In an eerily familiar move in the legislature, the KMT may have rekindled the crisis over a controversial services pact with China
As the members of the Sunflower Movement exited the Legislative Yuan on April 10 after nearly three weeks of occupation, a number of people among the tens of thousands who’d assembled to give them a triumphal welcome must have wondered just exactly what it was that the occupiers had accomplished. While the jury is still out on the extent of their success, recent developments make it clear that the battle is far from over. In fact, it may be about to get a lot nastier.
Those who regarded the Sunflowers’ exit with optimism did so largely because of the awakening that the extraordinary occupation had generated within society, as well as the concession that the movement had extracted from Legislative Speaker Wang Jin-pyng (王金平) — and ostensibly the Chinese Nationalist Party (KMT) — on the Cross-Strait Services Trade Agreement (CSSTA). The activists’ decision to vacate the legislative chambers stemmed from Wang’s promise, on April 6, that he would not allow a legislative review of the controversial pact with China before an oversight mechanism on cross-strait deals had been implemented, thus meeting one of the activists’ key demands.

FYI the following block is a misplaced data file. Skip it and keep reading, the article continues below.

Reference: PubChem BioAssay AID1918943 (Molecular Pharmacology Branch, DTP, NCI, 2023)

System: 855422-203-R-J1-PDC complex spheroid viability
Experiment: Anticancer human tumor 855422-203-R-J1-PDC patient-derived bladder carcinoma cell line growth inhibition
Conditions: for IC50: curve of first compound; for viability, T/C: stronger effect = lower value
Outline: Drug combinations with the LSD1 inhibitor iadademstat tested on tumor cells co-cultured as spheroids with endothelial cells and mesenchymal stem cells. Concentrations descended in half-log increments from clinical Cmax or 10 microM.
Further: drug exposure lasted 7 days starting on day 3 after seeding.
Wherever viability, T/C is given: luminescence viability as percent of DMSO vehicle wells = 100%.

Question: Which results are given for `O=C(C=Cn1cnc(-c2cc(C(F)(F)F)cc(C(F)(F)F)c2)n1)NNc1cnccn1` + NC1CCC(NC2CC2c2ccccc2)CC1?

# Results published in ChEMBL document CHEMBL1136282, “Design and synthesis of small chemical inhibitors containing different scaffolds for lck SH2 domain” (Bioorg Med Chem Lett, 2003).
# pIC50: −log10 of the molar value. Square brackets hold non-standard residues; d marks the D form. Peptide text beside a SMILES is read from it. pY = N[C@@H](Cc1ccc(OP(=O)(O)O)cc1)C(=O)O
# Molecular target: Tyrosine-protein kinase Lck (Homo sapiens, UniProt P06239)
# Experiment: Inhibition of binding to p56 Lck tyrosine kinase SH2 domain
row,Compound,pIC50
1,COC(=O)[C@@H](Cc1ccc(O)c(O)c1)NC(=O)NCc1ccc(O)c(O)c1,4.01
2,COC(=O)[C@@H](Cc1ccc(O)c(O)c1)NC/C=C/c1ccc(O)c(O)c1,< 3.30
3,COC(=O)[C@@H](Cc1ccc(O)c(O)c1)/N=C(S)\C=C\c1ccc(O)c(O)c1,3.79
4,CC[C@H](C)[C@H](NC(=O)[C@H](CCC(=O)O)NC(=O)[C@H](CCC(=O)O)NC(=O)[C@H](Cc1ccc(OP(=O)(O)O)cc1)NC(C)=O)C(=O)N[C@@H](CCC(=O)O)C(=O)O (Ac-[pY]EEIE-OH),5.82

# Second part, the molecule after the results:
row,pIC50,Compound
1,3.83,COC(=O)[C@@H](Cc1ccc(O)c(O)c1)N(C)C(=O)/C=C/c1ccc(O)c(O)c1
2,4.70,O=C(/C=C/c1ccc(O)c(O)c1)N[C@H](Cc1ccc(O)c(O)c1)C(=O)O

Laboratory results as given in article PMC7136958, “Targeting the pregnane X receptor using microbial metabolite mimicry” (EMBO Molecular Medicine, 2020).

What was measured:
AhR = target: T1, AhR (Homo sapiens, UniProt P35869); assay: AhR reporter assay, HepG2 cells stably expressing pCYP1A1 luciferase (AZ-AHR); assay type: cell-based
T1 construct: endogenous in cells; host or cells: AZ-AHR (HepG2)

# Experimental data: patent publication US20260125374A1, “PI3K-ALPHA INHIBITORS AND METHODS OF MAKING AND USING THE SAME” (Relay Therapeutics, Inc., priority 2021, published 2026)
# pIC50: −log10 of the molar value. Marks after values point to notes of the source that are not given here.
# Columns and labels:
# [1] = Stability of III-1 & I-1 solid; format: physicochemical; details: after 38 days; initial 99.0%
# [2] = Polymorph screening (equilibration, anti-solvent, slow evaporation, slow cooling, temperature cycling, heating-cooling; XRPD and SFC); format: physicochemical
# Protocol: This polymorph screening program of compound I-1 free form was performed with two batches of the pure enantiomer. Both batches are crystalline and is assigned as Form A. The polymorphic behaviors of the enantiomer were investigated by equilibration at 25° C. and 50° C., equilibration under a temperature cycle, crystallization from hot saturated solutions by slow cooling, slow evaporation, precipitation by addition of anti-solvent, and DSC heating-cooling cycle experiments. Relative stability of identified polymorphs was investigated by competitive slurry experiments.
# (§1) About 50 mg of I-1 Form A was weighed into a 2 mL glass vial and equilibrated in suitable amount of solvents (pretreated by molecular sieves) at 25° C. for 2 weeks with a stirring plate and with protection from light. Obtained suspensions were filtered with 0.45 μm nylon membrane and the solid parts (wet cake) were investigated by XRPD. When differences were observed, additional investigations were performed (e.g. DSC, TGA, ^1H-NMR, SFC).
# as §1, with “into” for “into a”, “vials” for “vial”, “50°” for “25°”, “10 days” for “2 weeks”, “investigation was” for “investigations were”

My article, published today on Thinking Taiwan, continues here. (Photo by the author)